The most noticeable event which shows how class affects the treatment of the families is the manner in which the policeman treats the boys and their parents differently – it is implied because they have different backgrounds. The Policeman knows that Mickey’s poor family have been involved with the police before and knows what to expect from him, but he has never had to deal with Edward’s family and knows they are considerably influential people.
Consequently, the policeman speaks harshly to Mrs. Johnston, ‘You don’t wanna end up in court again, do y’?’ which shows he has no respect for her and her family as they are trouble and have been involved in many other incidents. ‘An err, as I say, it was more of a prank really, Mr. Lyons… Make sure he keeps with his own kind!’ he says to the Lyons family, with respect as he does not normally have any trouble with them and they have never been involved with the police before. This shows that because of there class they have not got in trouble before and that Mickey’s class have.
Russell uses the stage a lot dividing it into middle class and working class so that the audience can see the difference; he uses it so the audience can see the families’ different houses, and the conditions inside them. The first thing the audience will notice is that Mrs Johnstone’s house in on the opposite side to Mrs Lyons – they are carefully separated so you can see the difference in their social classes. This is possible because the Labour Party – where the Johnston house is sited at the bottom from the audience’s view – has the left side and they represent the working class, whilst the Conservatives are on the right, above, representing the middle classes. Russell has separated the two classes on stage so that it will help the audience to tell the difference between them and to recognise the key differences class has made.
Every time any two characters enter the stage, the middle class will be on the right, above, and the working class on the left, below. Additionally, looking at the presentation of the Lyons house is clean and expensive, with a lot of furniture and possessions inside this shows because of there middle class and they can afford to have expensive furniture unlike Mrs. Johnston. We don’t ever see the inside Mrs Johnstone’s house but the outside shows that it’s dirty with furniture being removed, it is also very small compared to the Lyons house as we learn in the song My Child, this use of props stresses the difference in social class.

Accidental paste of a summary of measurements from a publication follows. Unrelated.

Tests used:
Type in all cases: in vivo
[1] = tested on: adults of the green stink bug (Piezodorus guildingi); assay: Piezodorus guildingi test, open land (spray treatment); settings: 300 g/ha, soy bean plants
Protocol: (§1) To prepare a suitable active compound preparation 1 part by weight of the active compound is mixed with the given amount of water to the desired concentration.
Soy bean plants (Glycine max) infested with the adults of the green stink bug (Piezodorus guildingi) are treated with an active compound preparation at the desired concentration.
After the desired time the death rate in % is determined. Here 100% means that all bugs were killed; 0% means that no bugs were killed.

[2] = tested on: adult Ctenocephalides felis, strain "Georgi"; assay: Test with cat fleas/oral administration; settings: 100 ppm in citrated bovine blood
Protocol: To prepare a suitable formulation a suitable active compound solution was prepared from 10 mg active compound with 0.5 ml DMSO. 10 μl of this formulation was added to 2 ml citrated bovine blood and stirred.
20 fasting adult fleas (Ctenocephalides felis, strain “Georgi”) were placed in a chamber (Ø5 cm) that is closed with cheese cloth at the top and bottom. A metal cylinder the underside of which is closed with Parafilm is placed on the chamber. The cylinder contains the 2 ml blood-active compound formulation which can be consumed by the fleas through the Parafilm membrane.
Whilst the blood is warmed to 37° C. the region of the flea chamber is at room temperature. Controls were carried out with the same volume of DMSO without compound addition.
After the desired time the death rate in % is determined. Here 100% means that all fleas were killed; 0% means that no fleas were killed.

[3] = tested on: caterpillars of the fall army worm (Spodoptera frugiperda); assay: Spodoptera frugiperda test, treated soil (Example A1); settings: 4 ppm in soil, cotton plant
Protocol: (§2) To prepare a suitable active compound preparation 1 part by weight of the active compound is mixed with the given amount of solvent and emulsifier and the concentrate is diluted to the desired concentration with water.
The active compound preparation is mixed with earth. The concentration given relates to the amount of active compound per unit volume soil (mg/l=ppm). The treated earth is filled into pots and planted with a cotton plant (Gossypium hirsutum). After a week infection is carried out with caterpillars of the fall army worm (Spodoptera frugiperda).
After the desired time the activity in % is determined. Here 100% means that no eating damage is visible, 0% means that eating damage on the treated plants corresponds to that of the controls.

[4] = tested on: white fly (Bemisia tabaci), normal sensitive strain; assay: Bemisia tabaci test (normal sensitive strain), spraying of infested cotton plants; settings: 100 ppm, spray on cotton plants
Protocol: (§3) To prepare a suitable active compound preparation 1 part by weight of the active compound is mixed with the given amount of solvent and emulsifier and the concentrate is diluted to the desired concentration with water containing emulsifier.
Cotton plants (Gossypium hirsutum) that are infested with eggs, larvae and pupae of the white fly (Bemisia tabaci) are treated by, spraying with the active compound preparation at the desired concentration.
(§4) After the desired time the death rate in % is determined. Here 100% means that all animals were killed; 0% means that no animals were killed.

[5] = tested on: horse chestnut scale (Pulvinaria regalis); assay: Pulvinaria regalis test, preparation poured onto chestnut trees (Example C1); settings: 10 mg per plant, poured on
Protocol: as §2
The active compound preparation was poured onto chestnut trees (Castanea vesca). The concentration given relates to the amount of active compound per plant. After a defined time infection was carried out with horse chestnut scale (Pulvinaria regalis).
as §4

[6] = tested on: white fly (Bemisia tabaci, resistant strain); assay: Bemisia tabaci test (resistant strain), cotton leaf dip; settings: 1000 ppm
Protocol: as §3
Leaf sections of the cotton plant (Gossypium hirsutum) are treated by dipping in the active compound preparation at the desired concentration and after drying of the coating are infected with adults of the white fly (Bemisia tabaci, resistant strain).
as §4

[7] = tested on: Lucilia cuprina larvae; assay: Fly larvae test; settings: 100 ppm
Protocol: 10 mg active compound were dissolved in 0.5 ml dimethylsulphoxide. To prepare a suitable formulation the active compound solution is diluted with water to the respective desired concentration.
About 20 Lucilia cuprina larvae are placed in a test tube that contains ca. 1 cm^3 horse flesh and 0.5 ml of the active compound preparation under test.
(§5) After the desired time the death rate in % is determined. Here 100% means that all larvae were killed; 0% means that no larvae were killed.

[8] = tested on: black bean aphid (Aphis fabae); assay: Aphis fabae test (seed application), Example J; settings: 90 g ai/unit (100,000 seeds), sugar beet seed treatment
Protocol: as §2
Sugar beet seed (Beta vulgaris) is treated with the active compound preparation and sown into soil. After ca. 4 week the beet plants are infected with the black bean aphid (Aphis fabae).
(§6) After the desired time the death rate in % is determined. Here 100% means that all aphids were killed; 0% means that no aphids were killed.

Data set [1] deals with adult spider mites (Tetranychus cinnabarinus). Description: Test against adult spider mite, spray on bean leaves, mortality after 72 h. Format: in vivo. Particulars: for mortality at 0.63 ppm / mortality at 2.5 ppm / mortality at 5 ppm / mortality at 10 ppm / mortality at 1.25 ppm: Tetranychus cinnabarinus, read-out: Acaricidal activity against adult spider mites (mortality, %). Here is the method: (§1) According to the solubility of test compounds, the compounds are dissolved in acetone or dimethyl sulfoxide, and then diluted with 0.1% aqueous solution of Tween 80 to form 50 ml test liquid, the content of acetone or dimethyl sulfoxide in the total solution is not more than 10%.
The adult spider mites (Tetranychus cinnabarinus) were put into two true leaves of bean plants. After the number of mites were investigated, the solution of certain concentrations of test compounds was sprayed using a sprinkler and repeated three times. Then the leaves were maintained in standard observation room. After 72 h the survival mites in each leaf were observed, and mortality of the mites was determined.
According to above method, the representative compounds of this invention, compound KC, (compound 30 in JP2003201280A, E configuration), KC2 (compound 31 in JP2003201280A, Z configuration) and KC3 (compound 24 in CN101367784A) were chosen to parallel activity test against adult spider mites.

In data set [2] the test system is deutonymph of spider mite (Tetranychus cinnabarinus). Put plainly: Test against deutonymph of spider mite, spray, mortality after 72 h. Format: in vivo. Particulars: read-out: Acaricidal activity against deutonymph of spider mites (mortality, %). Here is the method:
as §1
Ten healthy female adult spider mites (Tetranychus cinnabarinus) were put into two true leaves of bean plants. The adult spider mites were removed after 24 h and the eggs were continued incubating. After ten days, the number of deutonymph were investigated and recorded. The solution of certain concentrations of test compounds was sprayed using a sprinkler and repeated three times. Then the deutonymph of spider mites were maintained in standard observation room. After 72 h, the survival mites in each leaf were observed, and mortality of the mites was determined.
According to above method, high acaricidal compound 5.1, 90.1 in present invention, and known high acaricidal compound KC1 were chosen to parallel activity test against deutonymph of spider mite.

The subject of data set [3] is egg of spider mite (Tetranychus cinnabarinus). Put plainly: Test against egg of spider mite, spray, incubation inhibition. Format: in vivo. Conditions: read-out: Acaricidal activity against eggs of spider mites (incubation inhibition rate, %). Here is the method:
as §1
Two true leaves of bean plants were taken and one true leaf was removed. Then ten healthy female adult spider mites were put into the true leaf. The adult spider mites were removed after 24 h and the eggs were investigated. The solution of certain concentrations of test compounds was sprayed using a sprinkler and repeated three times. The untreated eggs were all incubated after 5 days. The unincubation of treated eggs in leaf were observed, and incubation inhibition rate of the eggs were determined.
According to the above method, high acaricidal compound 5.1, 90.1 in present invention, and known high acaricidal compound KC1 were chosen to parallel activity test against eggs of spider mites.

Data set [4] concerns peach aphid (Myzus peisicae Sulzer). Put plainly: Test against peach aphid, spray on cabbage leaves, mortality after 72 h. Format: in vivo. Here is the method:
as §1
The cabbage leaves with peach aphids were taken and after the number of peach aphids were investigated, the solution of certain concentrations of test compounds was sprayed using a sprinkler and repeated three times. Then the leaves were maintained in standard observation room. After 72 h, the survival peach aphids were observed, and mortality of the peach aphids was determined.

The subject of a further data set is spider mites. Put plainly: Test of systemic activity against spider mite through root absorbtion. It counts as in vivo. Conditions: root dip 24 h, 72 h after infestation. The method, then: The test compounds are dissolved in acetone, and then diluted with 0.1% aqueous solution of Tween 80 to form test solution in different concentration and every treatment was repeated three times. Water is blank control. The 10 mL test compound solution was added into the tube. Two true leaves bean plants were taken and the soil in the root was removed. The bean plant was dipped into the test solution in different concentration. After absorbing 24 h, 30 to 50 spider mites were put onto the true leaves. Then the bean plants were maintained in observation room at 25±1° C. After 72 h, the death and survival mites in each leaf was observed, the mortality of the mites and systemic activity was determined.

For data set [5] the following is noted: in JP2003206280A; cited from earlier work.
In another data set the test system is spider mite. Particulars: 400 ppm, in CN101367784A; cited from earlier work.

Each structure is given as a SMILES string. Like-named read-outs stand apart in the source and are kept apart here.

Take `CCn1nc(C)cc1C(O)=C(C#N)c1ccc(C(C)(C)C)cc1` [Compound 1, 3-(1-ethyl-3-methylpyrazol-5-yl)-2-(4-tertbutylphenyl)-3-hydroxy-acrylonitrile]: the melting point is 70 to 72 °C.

The props are also very different for each family: again, in My Child ‘A bike with both wheels on?’ reveals that Mrs Johnston is surprised because Edward is going to have what we would see as a normal childhood possession – revealing the extent of her poverty, this is influential because of her giving up Edward in the first place. The costumes and props that both classes use are effective because they both have props and costumes to match there class.
All Social classes are different depending on the language, mannerisms, clothing, education, and behavior. This play shows that two very similar people can change and become very different from each other; they can grow up in the same area but live completely different lifestyles and have very different attitudes. Willy Russell uses 1950s Liverpool as a setting as there was an extreme difference between class and wealth, whether rich or poor you will always grow up in different lifestyles. Russell wanted to show how people from different social classes have different life experiences by showing two boys which are very similar and turn out to be the opposite of each other.